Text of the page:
It’s just a lot of energy coming in that they don’t need and they aren’t going to use. That’s the problem.
Dave:Same with muesli?
Alan:Yep. Probably even more so. Yep, yep.
Dave:So like here’s like a shock to some of our listeners because I learned this lot off you obviously. Porridge, muesli, orange juice, fresh orange juice not bought, fresh orange juice one side. Egg, bacon on this side with tomato and maybe something like; let’s leave it at that. Which is better in your opinion? (00:27:32).
Alan:I want the eggs definitely.
Dave:Yeah. It’s crazy though some people just don’t want to believe that.
Alan:Yeah porridge is a good example. Like porridge, if we have a morning training sessions. For Collier if we play a game or something. I’d be saying like make sure and have a bowl of porridge for breakfast; and that’s ’cause we’re gonna play a 70 minute game.
Someone’s taking a big bowl of porridge in every morning to go and sit at the desk for the day is just doesn’t make sense.
Alan:So just high energy input that you don’t need because [00:28:00] you’re not doing high energy output.
Dave:Yeah. I’m glad you said that because that’s a great point. And the other meal we said that eggs and bacon. What about that, “Aw, that will give me cholesterol and that will clog my arteries and stuff?”
Alan:Yeah. That’s the perfect one that always comes up so all the eggs will do is raise the good cholesterol so
Alan:They’re full of healthy fats. I mean if anyone is interested in watching a documentary, one of the best documentaries you’ll watch on food is Serial Killer’s movie. It’s all about fats and we’re; basically we’ve been lead down a wrong path to believe that low fat is better and so don’t fear fat. It’s not fat that makes us fat. It’s us overdosing on carbohydrates and high energy all these years and not using them.
Dave:Yeah. And it goes deep the more fat cells you have the more they crave crap, isn’t it?
Dave:Then again this circle
Alan:It’s a vicious cycle.
Dave:And also the whole thing about diet; I was reading something and I’m going to say now my sources aren’t the most scientific on Twitter, but the person who wrote that I can’t remember. [00:29:00] but there was a strong study and I read the study linked to when you diet you stop doing a lot of exercise because you’re always tired. And then you know if there’s a link to like that’s a terrible approach. You should just eat healthy.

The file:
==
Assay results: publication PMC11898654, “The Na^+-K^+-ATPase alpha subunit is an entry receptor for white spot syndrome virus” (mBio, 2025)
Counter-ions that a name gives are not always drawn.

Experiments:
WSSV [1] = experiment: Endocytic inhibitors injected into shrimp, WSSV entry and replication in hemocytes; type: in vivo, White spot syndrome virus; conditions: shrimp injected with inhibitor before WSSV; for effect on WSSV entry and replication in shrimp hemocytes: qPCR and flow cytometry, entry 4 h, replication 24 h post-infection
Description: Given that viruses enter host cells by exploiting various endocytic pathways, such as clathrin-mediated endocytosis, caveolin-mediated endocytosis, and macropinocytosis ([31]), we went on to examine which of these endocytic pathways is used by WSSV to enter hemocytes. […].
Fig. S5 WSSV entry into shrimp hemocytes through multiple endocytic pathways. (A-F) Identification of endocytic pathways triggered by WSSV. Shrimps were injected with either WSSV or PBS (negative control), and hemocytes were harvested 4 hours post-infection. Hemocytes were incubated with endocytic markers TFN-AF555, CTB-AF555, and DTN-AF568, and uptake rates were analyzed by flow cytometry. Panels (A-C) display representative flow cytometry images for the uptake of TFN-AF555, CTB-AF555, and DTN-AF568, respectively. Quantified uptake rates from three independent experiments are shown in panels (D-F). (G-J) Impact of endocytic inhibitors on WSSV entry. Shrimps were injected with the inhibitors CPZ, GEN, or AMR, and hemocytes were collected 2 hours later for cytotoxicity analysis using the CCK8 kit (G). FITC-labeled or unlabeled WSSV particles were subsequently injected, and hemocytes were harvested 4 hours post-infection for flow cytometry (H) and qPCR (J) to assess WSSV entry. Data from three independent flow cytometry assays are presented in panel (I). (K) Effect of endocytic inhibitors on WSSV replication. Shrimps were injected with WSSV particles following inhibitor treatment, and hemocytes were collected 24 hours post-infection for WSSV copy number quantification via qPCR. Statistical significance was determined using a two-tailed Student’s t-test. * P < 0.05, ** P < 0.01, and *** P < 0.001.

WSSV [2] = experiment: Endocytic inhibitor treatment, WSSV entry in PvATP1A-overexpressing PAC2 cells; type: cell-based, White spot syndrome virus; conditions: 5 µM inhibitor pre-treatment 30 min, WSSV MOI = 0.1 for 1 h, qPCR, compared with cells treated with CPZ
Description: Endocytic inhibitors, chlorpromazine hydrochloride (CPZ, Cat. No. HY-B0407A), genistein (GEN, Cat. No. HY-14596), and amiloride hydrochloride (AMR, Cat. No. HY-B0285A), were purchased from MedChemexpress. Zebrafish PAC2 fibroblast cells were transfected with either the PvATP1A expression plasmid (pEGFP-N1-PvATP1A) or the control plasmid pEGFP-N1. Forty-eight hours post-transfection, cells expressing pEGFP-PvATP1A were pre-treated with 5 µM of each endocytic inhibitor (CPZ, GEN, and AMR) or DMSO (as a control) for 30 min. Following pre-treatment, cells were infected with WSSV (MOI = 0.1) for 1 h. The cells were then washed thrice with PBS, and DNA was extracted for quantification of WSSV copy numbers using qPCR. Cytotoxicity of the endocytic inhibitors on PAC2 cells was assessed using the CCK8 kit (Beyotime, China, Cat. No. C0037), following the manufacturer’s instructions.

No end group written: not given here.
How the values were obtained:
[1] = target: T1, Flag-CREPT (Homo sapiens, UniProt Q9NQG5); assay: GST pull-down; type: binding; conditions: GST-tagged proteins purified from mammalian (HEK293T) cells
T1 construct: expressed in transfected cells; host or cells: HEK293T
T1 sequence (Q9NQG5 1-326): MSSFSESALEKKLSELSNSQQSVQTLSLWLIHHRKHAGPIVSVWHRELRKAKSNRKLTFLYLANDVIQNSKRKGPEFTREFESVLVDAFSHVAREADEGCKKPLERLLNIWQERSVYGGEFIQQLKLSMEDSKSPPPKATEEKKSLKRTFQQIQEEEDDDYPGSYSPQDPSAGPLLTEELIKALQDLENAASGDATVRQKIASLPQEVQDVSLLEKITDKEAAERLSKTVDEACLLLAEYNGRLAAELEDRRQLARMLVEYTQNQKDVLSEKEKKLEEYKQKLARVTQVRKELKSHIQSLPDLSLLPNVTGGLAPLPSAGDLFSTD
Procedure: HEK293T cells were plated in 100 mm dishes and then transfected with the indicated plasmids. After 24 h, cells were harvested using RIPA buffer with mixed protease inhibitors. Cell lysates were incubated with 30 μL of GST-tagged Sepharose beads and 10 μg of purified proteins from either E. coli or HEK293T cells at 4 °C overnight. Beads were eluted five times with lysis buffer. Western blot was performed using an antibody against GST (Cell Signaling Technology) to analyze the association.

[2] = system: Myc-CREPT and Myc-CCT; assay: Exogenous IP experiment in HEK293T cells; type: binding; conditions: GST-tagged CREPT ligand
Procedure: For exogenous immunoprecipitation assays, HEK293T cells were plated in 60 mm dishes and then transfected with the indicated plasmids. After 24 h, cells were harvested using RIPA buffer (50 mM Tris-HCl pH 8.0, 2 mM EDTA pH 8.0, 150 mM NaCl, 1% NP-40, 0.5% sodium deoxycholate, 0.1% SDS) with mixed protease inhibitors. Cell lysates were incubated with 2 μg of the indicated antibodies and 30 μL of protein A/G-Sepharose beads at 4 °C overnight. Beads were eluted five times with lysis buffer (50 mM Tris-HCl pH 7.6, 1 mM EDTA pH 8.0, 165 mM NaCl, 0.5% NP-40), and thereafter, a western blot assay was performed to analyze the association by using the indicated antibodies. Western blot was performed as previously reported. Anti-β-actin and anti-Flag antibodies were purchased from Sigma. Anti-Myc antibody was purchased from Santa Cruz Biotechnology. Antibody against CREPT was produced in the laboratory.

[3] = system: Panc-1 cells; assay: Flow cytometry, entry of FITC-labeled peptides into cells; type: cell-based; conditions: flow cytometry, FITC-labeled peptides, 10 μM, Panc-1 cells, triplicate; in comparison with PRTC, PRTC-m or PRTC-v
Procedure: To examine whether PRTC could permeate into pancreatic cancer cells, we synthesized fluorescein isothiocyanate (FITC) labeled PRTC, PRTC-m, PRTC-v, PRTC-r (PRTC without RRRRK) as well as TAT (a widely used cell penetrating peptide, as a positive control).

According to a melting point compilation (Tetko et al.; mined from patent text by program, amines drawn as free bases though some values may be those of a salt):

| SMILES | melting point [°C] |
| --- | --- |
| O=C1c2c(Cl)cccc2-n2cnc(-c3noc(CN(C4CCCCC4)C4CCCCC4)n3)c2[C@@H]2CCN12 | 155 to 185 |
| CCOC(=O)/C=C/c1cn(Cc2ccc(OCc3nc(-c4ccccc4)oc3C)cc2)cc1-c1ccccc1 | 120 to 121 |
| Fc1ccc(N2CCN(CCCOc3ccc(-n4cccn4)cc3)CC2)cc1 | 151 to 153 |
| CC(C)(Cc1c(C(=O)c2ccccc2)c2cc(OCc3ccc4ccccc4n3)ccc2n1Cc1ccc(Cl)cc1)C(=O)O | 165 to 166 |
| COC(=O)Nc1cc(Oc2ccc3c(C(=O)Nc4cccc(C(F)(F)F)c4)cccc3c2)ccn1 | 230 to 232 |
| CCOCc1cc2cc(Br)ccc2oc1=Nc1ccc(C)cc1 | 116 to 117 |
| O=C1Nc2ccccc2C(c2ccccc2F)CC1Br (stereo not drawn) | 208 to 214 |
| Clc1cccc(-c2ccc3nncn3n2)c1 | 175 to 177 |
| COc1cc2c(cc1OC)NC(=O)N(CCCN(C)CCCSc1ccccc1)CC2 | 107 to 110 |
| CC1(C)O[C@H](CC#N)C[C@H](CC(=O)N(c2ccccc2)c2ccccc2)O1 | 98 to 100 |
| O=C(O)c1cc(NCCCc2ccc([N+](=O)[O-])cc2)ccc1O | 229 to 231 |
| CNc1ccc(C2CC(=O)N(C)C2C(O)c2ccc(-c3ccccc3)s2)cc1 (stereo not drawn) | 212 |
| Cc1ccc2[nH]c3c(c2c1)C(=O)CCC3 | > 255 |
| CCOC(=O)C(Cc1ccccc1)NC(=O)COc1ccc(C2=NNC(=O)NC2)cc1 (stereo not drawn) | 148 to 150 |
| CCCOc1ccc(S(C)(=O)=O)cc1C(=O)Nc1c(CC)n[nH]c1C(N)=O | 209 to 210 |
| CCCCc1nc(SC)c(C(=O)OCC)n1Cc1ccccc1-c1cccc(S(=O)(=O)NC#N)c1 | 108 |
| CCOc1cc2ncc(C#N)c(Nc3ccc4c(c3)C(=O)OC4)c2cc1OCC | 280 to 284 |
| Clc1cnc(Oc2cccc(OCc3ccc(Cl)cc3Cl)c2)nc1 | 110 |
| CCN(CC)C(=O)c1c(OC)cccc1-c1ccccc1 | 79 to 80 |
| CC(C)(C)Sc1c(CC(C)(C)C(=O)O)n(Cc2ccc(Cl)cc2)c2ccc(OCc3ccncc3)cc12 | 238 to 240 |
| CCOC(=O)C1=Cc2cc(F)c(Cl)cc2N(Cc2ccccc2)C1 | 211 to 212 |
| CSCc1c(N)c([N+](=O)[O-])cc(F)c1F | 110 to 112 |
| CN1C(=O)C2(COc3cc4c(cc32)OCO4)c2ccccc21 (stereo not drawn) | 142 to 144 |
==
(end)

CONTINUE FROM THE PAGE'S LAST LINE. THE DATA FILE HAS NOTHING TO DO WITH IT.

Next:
Dave:And move a lot and you’ll be fine.
Alan:And usually when people start eating healthy and have this more energy they can actually push that into work outs to work out harder or to do more work out and more active and that’s a knock on effect going upwards instead of a knock down effect going downwards.
Dave:And last one before we wrap it up. Another obstacle we always hear is – “Oh when I train I’m starving afterwards. So what’s the point?”
Alan:Yeah. So recovery is a massive one that I try to place emphasis on again. Most people just don’t recover well enough some people need to realize that when you train you literally make yourself worse. You breakdown muscle tissues, fibers, you’re immune system is suppressed, everything kind of screams out bad bell training. [00:30:00].
Recovery is when the good things happen so when you sleep and when you eat, that’s when all your recovery happens and you super compensate hopefully. And I always get told like, “Oh well I’ve heard you’re not meant to eat after 8 o’clock. If we do the training session at 8 o’clock, you’re going home and you’re having your phase 1, phase 2 recovery.
Alan:if we’re doing training session at midnight you have to eat because your body doesn’t care what time it is, it just needs some nutrients in for recovery. And most people kind of under-recover so if you train 4 days a week and you don’t go home and eat your dinner after your training.
If it’s an evening session on Monday you might be 100%; Tuesday you come in you might be 90%; Thursday 80; Friday 70. Like a lot of people/ athletes make that mistake of training hard all week, don’t use the right foods for cover and then come the game day the public better off doing nothing all week and being fresh for the game because if it’s an under-recovered; you’re not recovering; you’re not getting the max benefits from the session.
Alan:You run in to the sessions [00:31:00] not at 100% either which you don’t want
Dave:Yeah absolutely so you know we’ll wrap it up with that because that’s great information. You could talk about nutrition it’s one of these things people have their own preconceived notion.
Dave:I would ask everyone that’s listening to this. Look at the science; stop look at what your taxi driver told you or what your local points merchants is telling you
Dave:Or magazines and stuff like that. Yes you can lose weight going on a juice diet. But it’s the worse (00:31:28) thing for you. Please educate yourself.
Look up Precision Nutrition; I think John is doing the best work of trying to filter down and dumb it down and like reduce it to smart dude PhD. Boy he can dumb it down and squish it together and make something usable.
So guys that’s where’ll wrap it up there. That’s Alan, if you ever need a counsel directly that you know where we are- firstname.lastname@example.org. We’ll also be working on getting these podcasts transcribed so and time stamped which means you’ll be able to skip to the best [00:32:00] bits or you know Alan talked about fat loss here and you can skip to it.
So we’ll say goodbye and until next week take care.